The FTC has been ordered by Congress to examine whether a similar "do not spam" list would be feasible, but the agency hasn't yet reached a conclusion and does not operate a "do not spam" Web site.

    The unsub.us Web site is not affiliated with the government and consumers should not submit their e-mail addresses to the site, the FTC said in a news release.

    "The best way to avoid scams like this one is to keep your personal information to yourself -- including your e-mail address -- unless you know who you're dealing with," the FTC said.

    No contact information was listed on the Web site, and registration information pointed to Network Solutions Inc. (NSOL.O: Quote, Profile, Research) , a domain-name seller. A Network Solutions official said the Web site owner could not be contacted directly.

    FTC officials in the past have warned not to sign up for other "do not spam" sites as they could be a way for spammers to collect more e-mail addresses.

    Mike & Charlie ...

    If they won't adopt and feed a bird ..flip them one! BBQ some Gator and remember to flush WhenU..

  4. #4
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    Networksolutions is well known here in Europe. It is heavily warned to cooperate with them by Officials.

    carneol

  5. #5
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    On topic mike.

    carneol, software like this already exists and ignoring any affiliate fallout, it just sucks because it slams sites, go to one page, it will pull every linked page. Our firewall bans more people because of this crap than probably anything.

    You can notice these people because they will be using an inordinate amount connections.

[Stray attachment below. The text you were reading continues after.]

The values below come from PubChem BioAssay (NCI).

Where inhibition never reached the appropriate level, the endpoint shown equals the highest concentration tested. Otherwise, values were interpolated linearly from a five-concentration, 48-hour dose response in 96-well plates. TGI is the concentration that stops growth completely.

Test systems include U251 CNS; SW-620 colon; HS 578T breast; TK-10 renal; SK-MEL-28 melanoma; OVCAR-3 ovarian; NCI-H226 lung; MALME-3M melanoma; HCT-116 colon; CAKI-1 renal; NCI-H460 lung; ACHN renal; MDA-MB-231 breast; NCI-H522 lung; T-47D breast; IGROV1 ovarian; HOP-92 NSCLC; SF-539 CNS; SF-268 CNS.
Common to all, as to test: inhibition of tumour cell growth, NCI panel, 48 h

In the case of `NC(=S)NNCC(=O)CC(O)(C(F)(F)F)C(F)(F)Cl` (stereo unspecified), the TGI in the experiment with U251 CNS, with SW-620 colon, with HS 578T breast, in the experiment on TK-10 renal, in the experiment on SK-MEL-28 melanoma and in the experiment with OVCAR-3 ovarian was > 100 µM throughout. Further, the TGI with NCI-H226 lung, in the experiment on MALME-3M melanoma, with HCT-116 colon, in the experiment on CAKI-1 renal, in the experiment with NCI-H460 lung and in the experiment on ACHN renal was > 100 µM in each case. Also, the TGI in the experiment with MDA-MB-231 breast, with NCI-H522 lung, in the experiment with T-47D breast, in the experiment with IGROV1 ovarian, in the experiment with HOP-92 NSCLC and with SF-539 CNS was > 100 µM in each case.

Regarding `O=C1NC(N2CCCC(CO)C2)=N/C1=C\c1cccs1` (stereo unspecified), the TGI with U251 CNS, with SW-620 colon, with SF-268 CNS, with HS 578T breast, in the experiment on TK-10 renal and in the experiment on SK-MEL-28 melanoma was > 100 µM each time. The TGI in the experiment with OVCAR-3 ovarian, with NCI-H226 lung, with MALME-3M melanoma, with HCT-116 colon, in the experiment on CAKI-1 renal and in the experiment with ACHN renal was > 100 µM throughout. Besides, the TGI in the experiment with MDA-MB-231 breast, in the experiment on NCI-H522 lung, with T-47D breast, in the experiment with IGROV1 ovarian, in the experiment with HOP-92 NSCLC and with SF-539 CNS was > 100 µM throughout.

Chet

  6. #6
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    Thanks Chet. One of my merchants started to use it and since that time no sales for them are coming in.

    carneol

  7. #7
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    It is a client based thing, not a merchant, so unless the merchant was clicking on the links on your page to make the sales at his own store, it should have no effect on you.

  8. #8
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    I think that this is also merchant based thing because the preload content and links to the customers cache, and when the customer clicks on that preloaded content the links are not coming from their won site and the cookie is set for them. I believe that they are their own affiliate and they overwrite my cookies with their owns. That is why cj.com does not see that.

    carneol

  9. #9
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    Chet,
    when I surf to the merchants website they set 2 cookies and they establish a javascript in my temporary internet files as well as a command file xxxx.com with a netflame component in it. I looked into that fil under dos-prompt and found a cookie routine. The program itself produces a system fault when I executed that. So it seems that it is both: the client side and the merchant side but actively prodced by the merchant. I do not know anything how this could be avoided, and cj.com does respond that everything is ok when I sent them a mail on that issue.

    carneol